Drama Mama Bookshop is featured in Facebook’s #BuyBlackFriday Gift Guide, which encourages supporting Black businesses during the holiday season. (Courtesy Photo)

“Facebook is encouraging people to shop at local businesses, like Frères Branchiaux and Drama Mama Bookshop, showcased in the #BuyBlackFriday Gift Guide, throughout the holiday season,” Wood said.

Honored to be part of the #BuyBlackFriday extended holiday programming, Alisa Brock, owner of Drama Mama Bookshop, explained how helpful participating in Facebook’s Gift Guide has been as a local entrepreneur, but further, the positive ramifications such programming can have towards addressing the institutional challenges of racism in the United States.

“Over the last 30 days or so, we have had the honor of being one of 70 businesses in the nation to be featured in the #BuyBlack Holiday Gift Guide by Facebook, in Facebook’s effort to offer support to the Black Community during the holidays. And while we can’t solve systematic racism with just one gift guide it is a start in the right direction. This gave my holiday season hope in the midst of a global pandemic,” Brock, whose custom stationery business is based in Baltimore, said in a statement to the AFRO.  

“While I have spent the past eight months or so being innovative and studying the ins and outs of online marketing in an effort to continue growing my business in an upward motion, Facebook came along and gave me a big nudge and the wide variety of #BuyBlack participants have flocked to my site making purchase after purchase and connecting with my product. It has increased my reach here in Maryland and opened the doors to other communities throughout the US.  It is my hope that amidst my success this holiday season that the messages on my journals have grabbed at the hearts of their new owners and have inspired something fierce in them, whatever it is,” said Bock, who offers custom journals and notepads to bring positivity all year long.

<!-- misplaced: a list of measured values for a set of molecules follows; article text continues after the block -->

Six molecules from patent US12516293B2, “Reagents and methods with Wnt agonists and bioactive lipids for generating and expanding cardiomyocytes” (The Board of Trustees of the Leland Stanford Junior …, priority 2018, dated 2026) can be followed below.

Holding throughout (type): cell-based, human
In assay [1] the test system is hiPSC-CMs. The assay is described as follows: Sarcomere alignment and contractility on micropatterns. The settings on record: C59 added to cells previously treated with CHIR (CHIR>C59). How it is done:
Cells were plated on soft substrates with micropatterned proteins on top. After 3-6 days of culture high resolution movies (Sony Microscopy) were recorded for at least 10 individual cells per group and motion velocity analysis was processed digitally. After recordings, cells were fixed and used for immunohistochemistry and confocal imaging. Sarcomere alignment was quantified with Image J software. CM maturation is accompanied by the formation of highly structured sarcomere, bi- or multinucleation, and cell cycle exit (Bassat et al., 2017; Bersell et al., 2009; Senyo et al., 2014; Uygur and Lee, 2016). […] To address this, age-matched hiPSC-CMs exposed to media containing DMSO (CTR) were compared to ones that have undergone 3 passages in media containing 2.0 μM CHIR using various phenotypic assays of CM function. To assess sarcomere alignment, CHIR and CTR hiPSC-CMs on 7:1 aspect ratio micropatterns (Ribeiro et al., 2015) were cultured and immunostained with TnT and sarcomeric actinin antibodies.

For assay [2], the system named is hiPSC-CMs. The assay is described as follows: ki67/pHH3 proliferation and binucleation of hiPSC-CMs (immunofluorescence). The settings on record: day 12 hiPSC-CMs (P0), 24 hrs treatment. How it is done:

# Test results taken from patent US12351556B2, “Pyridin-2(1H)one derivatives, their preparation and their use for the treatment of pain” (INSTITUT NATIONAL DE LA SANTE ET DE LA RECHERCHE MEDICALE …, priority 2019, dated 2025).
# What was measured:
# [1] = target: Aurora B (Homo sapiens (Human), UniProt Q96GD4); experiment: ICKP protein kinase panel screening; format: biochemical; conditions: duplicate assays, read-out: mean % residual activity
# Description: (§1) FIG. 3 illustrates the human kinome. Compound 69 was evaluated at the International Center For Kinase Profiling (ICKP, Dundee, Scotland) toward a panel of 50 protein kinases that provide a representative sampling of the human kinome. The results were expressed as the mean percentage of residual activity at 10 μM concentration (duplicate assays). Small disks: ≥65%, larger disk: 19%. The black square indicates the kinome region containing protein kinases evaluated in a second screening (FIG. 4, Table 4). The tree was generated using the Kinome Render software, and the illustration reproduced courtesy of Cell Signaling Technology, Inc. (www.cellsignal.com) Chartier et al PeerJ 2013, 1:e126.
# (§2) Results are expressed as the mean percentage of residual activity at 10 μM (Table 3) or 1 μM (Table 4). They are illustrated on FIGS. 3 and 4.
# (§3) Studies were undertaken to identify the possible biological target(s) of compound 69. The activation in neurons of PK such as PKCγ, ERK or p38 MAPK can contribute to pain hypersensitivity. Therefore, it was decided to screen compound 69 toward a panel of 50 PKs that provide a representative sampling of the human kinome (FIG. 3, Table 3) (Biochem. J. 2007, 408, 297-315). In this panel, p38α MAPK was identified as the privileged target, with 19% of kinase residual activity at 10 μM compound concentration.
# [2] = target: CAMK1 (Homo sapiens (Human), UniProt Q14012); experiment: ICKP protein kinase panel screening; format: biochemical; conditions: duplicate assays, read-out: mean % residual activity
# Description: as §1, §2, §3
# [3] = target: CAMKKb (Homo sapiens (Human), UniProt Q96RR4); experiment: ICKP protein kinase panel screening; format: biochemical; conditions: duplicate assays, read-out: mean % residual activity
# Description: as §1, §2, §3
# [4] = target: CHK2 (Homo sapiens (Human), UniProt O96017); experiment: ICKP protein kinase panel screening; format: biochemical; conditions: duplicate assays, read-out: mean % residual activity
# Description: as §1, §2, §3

Though they are young, the Gill brothers of Frères Branchiaux are not ignorant to the harmful effects the pandemic has had on small businesses, and said they are thankful to Facebook for their support and helping their venture continue to grow despite the difficulties of the pandemic.

“It was an honor to be selected to be in the official Facebook Buy Black holiday guide,” said the Gill brothers.  “We are a young business–figuratively and literally– a three-year-old company led by three youth entrepreneurs Collin, 15, Ryan, 12 and Austin, 10, Gill, and we have worked hard to create quality products, provide inspiration and encourage philanthropy.  Facebook has been one of our number one supporters and has provided numerous opportunities for us to market our business and grow.  We also use Facebook ads to connect to our audiences and have experienced exponential growth during a pandemic — which is unheard of,” the young entrepreneurs added.

 

Micha Green

AFRO Washington, D.C. Editor